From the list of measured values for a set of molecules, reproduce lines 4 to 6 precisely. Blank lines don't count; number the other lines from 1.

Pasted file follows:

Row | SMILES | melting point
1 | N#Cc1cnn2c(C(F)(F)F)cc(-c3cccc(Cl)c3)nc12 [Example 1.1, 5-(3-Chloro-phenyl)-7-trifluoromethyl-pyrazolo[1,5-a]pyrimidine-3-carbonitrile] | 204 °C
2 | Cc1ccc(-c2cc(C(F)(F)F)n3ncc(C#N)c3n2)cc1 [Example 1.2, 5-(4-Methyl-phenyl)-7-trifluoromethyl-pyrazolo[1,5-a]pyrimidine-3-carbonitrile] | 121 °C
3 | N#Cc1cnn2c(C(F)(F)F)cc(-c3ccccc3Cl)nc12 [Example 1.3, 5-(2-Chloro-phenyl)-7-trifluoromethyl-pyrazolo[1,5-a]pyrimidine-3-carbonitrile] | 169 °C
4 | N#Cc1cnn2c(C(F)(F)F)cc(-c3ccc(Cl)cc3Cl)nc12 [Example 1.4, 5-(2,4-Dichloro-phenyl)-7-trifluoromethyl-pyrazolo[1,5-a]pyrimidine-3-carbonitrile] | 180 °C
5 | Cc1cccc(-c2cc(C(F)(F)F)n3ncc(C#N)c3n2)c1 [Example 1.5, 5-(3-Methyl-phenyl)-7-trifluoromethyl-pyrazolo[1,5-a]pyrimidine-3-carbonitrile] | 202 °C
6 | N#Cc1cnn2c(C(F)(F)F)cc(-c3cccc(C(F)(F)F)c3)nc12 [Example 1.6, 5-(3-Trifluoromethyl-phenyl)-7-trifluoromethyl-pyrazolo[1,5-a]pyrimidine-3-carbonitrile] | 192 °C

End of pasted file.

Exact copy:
3 | N#Cc1cnn2c(C(F)(F)F)cc(-c3ccccc3Cl)nc12 [Example 1.3, 5-(2-Chloro-phenyl)-7-trifluoromethyl-pyrazolo[1,5-a]pyrimidine-3-carbonitrile] | 169 °C
4 | N#Cc1cnn2c(C(F)(F)F)cc(-c3ccc(Cl)cc3Cl)nc12 [Example 1.4, 5-(2,4-Dichloro-phenyl)-7-trifluoromethyl-pyrazolo[1,5-a]pyrimidine-3-carbonitrile] | 180 °C
5 | Cc1cccc(-c2cc(C(F)(F)F)n3ncc(C#N)c3n2)c1 [Example 1.5, 5-(3-Methyl-phenyl)-7-trifluoromethyl-pyrazolo[1,5-a]pyrimidine-3-carbonitrile] | 202 °C